Sophomore Rep. Jeff Denham, R-Calif. started his second term in the spotlight Monday, as he shepherded a disaster relief bill through a House that sometimes stumbles over the topic.
Seizing an opportunity in the wake of Hurricane Sandy, Denham recast as the “Sandy Recovery Improvement Act” a previously written package that streamlines Federal Emergency Management Agency operations. But unlike other post-Sandy efforts, including some initiated by one of Denham’s San Joaquin Valley colleagues, this one sidesteps Capitol Hill controversy.
“It’s a bipartisan bill, one with everyone on the same page,” Denham said.
The House legislation is supposed to improve how FEMA responds to natural disasters and other emergencies. The 29-page bill speeds environmental reviews for hazard mitigation projects, simplifies debris removal and authorizes the agency to repair homes as an alternative to leasing trailers for temporary housing, among other steps.
Despite its title, the legislation is not specifically targeted at the East Coast communities ravaged by Sandy last October. Instead, it is a national bureaucracy fix similar to one that passed the House last September, but then ran out of time in the Senate. Denham indicated Monday that he believes all potential issues have been negotiated.
“We’ve been tackling this issue, based on a number of different recovery efforts,” Denham said.
Denham’s bill comes courtesy of his chairmanship during the last Congress of the House subcommittee that oversees FEMA and federal buildings. It arose Monday under House procedures designed for non-controversial measures, unlike a higher-profile Sandy relief bill set for House consideration Tuesday.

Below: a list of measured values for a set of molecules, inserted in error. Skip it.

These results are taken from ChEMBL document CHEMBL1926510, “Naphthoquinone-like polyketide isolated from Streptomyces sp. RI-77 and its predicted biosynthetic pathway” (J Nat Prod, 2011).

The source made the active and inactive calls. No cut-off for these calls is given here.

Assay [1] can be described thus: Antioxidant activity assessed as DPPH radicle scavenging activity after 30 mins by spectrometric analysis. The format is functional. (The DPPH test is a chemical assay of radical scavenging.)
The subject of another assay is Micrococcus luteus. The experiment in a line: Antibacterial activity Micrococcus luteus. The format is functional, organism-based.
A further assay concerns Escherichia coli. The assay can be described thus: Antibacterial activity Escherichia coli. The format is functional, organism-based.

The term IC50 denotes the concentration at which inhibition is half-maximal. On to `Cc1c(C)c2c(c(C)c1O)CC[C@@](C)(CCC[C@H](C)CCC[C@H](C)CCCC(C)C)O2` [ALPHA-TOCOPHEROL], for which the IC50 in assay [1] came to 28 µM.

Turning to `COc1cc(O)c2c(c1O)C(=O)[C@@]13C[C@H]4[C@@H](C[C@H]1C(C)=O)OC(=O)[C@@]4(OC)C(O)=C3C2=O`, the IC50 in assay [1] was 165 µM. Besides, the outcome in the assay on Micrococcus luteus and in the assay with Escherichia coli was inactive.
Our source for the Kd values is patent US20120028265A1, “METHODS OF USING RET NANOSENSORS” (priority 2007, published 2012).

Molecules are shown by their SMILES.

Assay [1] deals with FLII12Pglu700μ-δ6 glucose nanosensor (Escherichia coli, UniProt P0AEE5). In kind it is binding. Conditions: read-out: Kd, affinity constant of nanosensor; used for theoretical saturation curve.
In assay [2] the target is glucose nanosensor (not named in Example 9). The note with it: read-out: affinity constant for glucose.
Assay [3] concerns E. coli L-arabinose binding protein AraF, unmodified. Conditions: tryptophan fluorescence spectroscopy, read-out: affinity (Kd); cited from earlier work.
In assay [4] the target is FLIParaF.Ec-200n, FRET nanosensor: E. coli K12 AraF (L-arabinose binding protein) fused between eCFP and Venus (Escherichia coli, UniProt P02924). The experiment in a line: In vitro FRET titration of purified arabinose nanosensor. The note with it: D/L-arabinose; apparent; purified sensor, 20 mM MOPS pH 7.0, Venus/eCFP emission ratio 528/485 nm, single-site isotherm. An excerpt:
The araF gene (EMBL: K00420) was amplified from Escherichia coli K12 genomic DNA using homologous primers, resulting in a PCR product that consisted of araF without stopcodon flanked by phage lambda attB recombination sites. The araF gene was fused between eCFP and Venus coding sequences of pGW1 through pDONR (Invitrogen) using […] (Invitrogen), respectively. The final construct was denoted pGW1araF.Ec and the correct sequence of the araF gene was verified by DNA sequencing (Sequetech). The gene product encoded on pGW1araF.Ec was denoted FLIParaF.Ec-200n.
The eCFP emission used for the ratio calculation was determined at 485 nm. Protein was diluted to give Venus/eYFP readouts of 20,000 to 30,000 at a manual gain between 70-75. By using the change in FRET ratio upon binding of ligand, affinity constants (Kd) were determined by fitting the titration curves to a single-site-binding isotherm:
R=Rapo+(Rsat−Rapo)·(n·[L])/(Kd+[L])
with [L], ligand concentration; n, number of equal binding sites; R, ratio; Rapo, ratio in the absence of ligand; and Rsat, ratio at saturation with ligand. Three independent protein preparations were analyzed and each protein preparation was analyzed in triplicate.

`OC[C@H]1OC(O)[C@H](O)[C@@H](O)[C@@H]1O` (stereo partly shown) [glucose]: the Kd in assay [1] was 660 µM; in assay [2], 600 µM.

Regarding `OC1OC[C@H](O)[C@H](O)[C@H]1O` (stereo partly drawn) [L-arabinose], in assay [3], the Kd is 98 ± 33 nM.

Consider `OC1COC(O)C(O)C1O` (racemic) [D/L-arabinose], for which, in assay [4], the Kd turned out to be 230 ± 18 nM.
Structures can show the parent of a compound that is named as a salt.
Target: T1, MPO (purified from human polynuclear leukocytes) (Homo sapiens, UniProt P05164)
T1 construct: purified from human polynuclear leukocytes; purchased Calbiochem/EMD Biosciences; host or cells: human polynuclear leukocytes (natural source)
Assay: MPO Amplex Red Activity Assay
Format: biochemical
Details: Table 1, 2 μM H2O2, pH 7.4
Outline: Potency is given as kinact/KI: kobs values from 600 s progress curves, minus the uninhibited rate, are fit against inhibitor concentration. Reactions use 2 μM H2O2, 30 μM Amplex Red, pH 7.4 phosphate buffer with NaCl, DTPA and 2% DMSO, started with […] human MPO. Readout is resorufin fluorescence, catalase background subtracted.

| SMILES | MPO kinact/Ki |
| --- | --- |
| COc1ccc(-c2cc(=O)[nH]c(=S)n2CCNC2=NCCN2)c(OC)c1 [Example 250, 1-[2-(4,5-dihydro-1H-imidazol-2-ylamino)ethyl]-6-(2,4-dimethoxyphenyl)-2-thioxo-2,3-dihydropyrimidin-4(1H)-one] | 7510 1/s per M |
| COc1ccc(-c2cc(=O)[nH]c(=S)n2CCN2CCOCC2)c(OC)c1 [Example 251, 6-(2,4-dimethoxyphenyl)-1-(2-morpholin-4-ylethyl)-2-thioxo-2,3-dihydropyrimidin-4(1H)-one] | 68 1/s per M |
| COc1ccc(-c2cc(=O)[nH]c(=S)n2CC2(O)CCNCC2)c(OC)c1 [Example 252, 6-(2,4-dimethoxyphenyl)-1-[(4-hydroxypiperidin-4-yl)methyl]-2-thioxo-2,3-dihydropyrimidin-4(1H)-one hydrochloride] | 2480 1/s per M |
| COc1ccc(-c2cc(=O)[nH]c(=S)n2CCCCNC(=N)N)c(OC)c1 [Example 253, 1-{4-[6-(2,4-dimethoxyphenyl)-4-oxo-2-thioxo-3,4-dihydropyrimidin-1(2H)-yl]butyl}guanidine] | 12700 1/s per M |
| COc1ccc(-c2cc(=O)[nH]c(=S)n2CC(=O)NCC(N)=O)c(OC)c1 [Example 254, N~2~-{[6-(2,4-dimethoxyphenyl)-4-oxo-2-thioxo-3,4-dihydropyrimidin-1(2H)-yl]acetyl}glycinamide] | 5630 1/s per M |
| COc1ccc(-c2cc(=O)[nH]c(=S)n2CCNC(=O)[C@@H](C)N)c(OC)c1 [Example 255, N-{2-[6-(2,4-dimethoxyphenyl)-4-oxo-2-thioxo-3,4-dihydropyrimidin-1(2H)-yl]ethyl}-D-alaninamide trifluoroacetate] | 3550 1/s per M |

The larger House package being debated Tuesday comes out of a different committee, and includes some $50 billion for disaster relief. It has also caused grief for some House conservatives.
Unlike Denham’s bill, written to pass quickly without revision, House members proposed about 90 amendments to the separate Sandy relief bill. Some will put lawmakers on the spot on whether they want to offset the Sandy spending with cuts elsewhere. This could prove a particular test for freshmen members like Rep. David Valadao, R-Calif., who now sits on the House Appropriations Committee, which will oversee for the Sandy relief bill.
“I know how important the supplemental relief is to those affected by Hurricane Sandy, but I believe we can provide that relief while finding ways to pay for it, rather than adding to the nation’s ballooning deficit,” said Rep. Mike Mulvaney, a South Carolina Republican who authored some of the amendments.
In a similar vein, Rep. Tom McClintock, R-Calif. whose new district includes Calaveras, Tuolumne, Madera and Mariposa counties, is pushing his own amendments that include stripping out $16 billion designed to aid the 47 states that have had a designated major disaster declaration since 2011. In California, this would cut out funding for Del Norte and Santa Cruz counties, hit by a tsunami in 2011.
McClintock’s amendment would also have the effect of cutting out disaster funding for Madera, Mariposa and Tulare counties, which were among 12 California counties included in a 2011 major disaster declaration following winter storms. Though its long-term prospects appear bleak, the amendment does send a message some conservatives share.
“The amendments the congressman will offer are to ensure that the money is actually going to meet emergency needs, not funding long-term spending programs or special-interest projects,” McClintock's spokeswoman Jennifer Cressy said.